Apache – Here we come…

In the past year or so, a long time friend, college, software mentor and Jedi Padawan, Yaniv Rodenski, has approached me and asked me to join his passion project, Amaterasu.

The project had a goal in mind, which is to introduce a CI/CD platform for Big Data Pipelines.

DataOpsJoining Yaniv and his Australian mates (that’s how you say it, down there in upside-down country, right? mate?) on this project, it felt good to work on a project, that is open-sourced and driven towards big data.

Being a long-time apache stack user of many of the Big-Data stack (Spark, Flink, Hadoop stack etc.) it has always been a wish of mine to actually stand behind one of these projects, and recently, that wish will probably become true!

For the meantime, here is a talk that Yaniv and myself delivered on the Israeli meetup group “Big Things”, hosted by Demi Ben-Ari and Shlomi Hassan (WARNING: This meetup was after a full-day workshop I delivered in that morning, which I finished to prepare about 15 before it started, hence, the mumbling and beer).


The OOP King is dead

The ideas and paradigms of OOP (Object-Oriented-Programming) have been around for quite some time. They have been monumental in helping to produce massive software and has helped programmers use pre-defined constructs, called “design patterns” to build those softwares.

The state of software development has changed. While in the past software was built from the ground up – entire components are built and the construction of each component, its internal structure and the way it communicate with other components, are critical to the success of the project. Therefor a good software must begin with a intensive planning, and OOP thinking help you do just that.

Today, things tend to look different. In the past few years, several technologies became more and more popular in a way that makes us (or at least, me) rethink on how we design software.

The infrastructure on which we run has changed. Cloud providers provide. They provide servers that are easy to setup and maintain through different scripts and configurations. And if a server goes down? Screw it. We’ll setup a new one, in just a few clicks (or none).

This way of doing things, forces our software to be stateless. So our application cannot relay on data in memory or on local disks. What can we use in order for our application to be stateless? Cloud providers provide. They provide ready made software to be used in ours. Queues, NoSQL, YesSQL, Blob storage, anything you need to save data in a centric, replicated safe manner.

But it doesn’t have to be the Cloud provider own platforms. We can pick and choose our queues, NoSQL, SQL etc. and still not having to install each and maintain each with care. Container technologies like docker enable us to have entire solutions can be integrated together with just a few files script files.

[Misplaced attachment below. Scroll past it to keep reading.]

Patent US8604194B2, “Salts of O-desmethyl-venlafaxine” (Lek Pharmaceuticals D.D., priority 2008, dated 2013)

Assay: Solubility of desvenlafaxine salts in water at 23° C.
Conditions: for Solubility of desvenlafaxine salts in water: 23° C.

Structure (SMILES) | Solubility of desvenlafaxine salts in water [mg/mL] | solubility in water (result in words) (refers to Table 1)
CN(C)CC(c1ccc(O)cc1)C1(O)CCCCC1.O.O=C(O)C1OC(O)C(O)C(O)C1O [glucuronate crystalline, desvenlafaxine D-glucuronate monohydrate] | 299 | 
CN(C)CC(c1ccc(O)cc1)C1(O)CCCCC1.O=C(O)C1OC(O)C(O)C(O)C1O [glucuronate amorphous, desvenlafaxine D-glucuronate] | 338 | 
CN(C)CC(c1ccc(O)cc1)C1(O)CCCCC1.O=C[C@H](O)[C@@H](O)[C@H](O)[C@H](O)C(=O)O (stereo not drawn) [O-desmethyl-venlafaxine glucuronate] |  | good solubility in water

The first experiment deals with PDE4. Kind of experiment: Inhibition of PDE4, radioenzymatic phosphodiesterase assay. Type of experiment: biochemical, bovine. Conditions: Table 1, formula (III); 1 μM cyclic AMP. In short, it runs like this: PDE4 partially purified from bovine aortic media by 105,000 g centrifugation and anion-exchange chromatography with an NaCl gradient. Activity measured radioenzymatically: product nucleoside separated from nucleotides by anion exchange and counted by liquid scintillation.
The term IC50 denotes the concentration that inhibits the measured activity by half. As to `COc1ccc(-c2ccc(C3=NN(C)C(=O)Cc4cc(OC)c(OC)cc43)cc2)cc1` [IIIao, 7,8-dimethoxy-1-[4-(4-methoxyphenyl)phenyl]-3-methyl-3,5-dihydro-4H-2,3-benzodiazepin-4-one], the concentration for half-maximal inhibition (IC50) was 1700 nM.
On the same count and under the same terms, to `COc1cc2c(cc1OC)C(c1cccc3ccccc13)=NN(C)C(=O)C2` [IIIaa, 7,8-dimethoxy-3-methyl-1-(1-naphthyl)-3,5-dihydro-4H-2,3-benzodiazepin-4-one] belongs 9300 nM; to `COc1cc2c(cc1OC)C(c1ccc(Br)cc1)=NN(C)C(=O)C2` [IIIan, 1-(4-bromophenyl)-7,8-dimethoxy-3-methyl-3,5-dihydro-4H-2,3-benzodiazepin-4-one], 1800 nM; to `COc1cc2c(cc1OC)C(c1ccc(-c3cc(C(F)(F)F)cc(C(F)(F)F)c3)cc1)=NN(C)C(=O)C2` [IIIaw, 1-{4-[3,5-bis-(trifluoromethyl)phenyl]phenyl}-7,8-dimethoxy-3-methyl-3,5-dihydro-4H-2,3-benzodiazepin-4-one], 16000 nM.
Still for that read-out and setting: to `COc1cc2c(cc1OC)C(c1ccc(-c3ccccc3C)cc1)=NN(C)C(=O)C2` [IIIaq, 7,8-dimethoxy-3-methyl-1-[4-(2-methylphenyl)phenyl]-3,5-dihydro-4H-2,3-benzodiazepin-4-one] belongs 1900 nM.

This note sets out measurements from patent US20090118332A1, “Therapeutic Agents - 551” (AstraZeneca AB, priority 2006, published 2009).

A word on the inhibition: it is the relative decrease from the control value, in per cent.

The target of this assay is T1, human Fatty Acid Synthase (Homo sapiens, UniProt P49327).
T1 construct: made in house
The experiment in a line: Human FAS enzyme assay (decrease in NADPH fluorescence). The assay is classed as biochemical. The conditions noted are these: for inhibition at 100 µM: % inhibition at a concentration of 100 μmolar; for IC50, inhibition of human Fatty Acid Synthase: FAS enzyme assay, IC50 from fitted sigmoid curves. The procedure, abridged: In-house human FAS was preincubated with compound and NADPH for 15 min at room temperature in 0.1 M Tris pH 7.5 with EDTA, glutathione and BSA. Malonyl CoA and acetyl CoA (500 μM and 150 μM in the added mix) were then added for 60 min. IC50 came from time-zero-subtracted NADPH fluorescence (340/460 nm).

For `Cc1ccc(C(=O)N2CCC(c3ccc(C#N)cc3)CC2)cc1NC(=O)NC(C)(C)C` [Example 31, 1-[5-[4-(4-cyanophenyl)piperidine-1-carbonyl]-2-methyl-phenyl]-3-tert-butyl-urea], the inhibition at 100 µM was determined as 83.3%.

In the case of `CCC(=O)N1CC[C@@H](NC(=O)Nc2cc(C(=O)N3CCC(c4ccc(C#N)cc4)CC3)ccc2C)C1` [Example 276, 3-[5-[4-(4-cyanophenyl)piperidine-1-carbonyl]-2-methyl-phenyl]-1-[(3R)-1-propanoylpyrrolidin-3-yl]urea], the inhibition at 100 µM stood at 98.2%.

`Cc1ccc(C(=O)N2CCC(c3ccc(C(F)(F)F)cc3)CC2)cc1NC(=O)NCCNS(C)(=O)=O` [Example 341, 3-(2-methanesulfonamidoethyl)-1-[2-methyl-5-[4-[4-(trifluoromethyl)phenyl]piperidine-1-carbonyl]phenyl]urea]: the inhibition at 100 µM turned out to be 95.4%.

I can have Hadoop + Spark + Cassandra + Couchbase + ElasticSearch + Kafka + PostgreSQL up on my laptop, write some code in between, and Poof – I have a solution ready to be deployed in minutes on any scale, doing whatever it is I want it to do.

The last thing that has changed dramatically is the software that we need to write. Bits and pieces of software is available to us, so we can ramp up our software without re-inventing everything. In a world where Maven Repositories, Nuget, NPM, pip and bower exists, who needs to write everything from scratch?

I know that this does not always apply. Some softwares needs to be implemented from scratch. Usually when performance needs to be controlled on every level. What that is the case, it is hard to relay on 3rd party software. But in most cases, relaying on test-proven components from a central repositories will save you hundreds and thousand of lines of code, that you’ll probably just screw up anyway.

In a world that all of this exists, and easy to use, who am I to take 2 months of development to discuss inheritance issues and what classes should inherit from where, and whether or not to declare a field member, an interface or something else. Software is moving fast, and so should mine.


Spark 2 – What’s new?

I’ve prepared a lecture titled “What’s new in Spark 2?”. The slides can be found here.

Spark 2.x line started Jul 2016, and had over 1,000 JIRA issues associated with it (version 2.0.0). Version 1.6.0, which is the last 1.x line had just over 600 issues, for comparison.

Most changes were made to the Spark SQL library, as Databricks seem to be building on it to be the future of Spark.

SparkSession is introduced as a new entry point, and will replace SQLContext and HiveContext (kept for backwards compatibility).

SparkSession creates DataSet (DataFrame is now just an alias for DataSet of Rows) which are now capable for streaming. This is one of the coolest, yet tagged as ‘Preview’, features that are new, and should be interesting in the future.